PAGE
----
United States District Court, N.D. Alabama, Southern Division
MEMORANDUM OPINION AND ORDER
K. KALLON UNITED STATES DISTRICT JUDGE
Sherri, and John Halbert (“the Halberts”) bring
this action against Credit Suisse AG and Janus Index &
Calculation Services, LLC (“JICS”) alleging
federal and state securities violations and tortious conduct.
Docs. 1; 45. The Defendants have jointly moved to transfer
venue to the S.D.N.Y. under 28 U.S.C. § 1404(a) or,
alternatively, to stay the action pending the resolution of
similar cases in the S.D.N.Y. under the first-filed rule.
Doc. 23. The motion, which is fully briefed and ripe for
review, id.; docs. 24, 30, 31, is due to be denied.
SUMMARY OF FACTS AND PROCEDURAL HISTORY
Halberts allege that they suffered significant losses after
investing in Credit Suisse's VelocityShares Daily Inverse
VIX Short Term exchange traded notes (“XIV ETNs”)
due to a precipitous drop in the securities' value on
February 5, 2018. Doc. 45 at 1-2. According to the Halberts,
Credit Suisse and JICS caused them to suffer these losses by
manipulating and failing to disclose the published estimates
of the XIV's value on and before February 5, 2018.
Id. ¶¶ 41-42. Allegedly, Credit Suisse
intentionally issued false and misleading offering documents
in connection with the XIV ETNs, failed to disclose that it
was engaging in activities that inflated their value, failed
to update the estimated value of the XIV while its value was
dropping, and then ended trading on the XIV in order to
realize a profit at investors' expense. Id.
¶¶ 8-49. Based on these contentions, the Halberts
assert claims against Credit Suisse and JICS for alleged
violations of § 10(b) of the Exchange Act, 15 U.S.C.
§ 78j(b), and Rule 10b-5 promulgated thereunder, 17
C.F.R. § 240.10b-5, as well as common law claims of
negligence, wantonness, fraudulent misrepresentation,
negligent misrepresentation, and fraudulent suppression, and
assert claims for alleged breach of contract and violations
of § 11 of the Securities Act, 15 U.S.C. § 77k, and
the Alabama Blue Sky Law, Ala. Code § 8-6-19(a)(2),
solely against Credit Suisse. Docs. 1; 45.
to the pending motion, in addition to the Halberts'
lawsuit, other investors filed three putative class actions
against Credit Suisse AG, JICS, and six other defendants in
the S.D.N.Y. to recover for their losses from the collapse of
Credit Suisse's XIV on behalf of themselves and other
investors, including the Halberts. See Chahal v. Credit
Suisse Group AG et al., No. 1:18-cv-2268-AT-SN (S.D.N.Y.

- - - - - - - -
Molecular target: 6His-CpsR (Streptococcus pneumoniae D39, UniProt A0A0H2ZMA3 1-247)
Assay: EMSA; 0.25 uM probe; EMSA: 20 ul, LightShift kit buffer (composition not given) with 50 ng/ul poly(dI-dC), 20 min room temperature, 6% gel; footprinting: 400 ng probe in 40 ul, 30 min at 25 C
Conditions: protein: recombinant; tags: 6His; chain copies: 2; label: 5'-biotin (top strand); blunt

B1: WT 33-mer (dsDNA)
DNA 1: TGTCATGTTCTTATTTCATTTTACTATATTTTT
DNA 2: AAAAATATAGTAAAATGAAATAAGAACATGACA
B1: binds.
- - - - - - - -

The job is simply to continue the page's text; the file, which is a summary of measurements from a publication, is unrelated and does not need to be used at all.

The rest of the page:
Mar. 14, 2018), ECF Nos. 1, 74; Eisenberg v. Credit
Suisse Group AG et al., No. 1:18-cv-2319-AT-SN (S.D.N.Y.
Mar. 15, 2018); Qiu v. Credit Suisse Group AG et
al., No. 1:18-cv-4045-AT-SN (S.D.N.Y. May 4, 2018).
These actions were subsequently consolidated by Magistrate
Judge Sarah Netburn, and the plaintiffs have filed a
consolidated amended complaint alleging violations of the
Securities and Exchange Acts. See Set Capital LLC et al.
v. Credit Suisse Group AG, No. 1:18-cv-2268-AT-SN
(S.D.N.Y. Aug. 20, 2018), ECF No. 82 (hereinafter “the
New York action”). The defendants in the New York
action have moved to dismiss, id., ECF. Nos. 100,
101, 105, and, to date, the court has not certified a class.
Defendants raise two points in their pending motion. First,
they contend that the balance of factors under 28 U.S.C.
§ 1404(a) favor a transfer to the S.D.N.Y.
Alternatively, they contend that the court should stay this
case pending resolution of the New York action based on the
first-filed rule. The court addresses each of these
contentions in turn.
Transfer of Venue Under 28 U.S.C. §
1404(a) allows a district court, “[f]or the convenience
of parties and witnesses, in the interest of justice, ”
to “transfer any civil action to any other district . .
. where it might have been brought . . . .” 28 U.S.C.
§ 1404(a). It is undisputed that venue would be proper
in the S.D.N.Y.: the alleged violations of federal securities
laws occurred in this district, Credit Suisse AG resides in
this district, and a substantial part of the events or
omissions giving rise to the claims occurred in this
district. See docs. 45, 24-2; 15 U.S.C. § 77v
(any civil action under the Securities Act “may be
brought in the district wherein the defendant is found or is
an inhabitant or transacts business, or in the district where
the offer or sale took place, if the defendant participated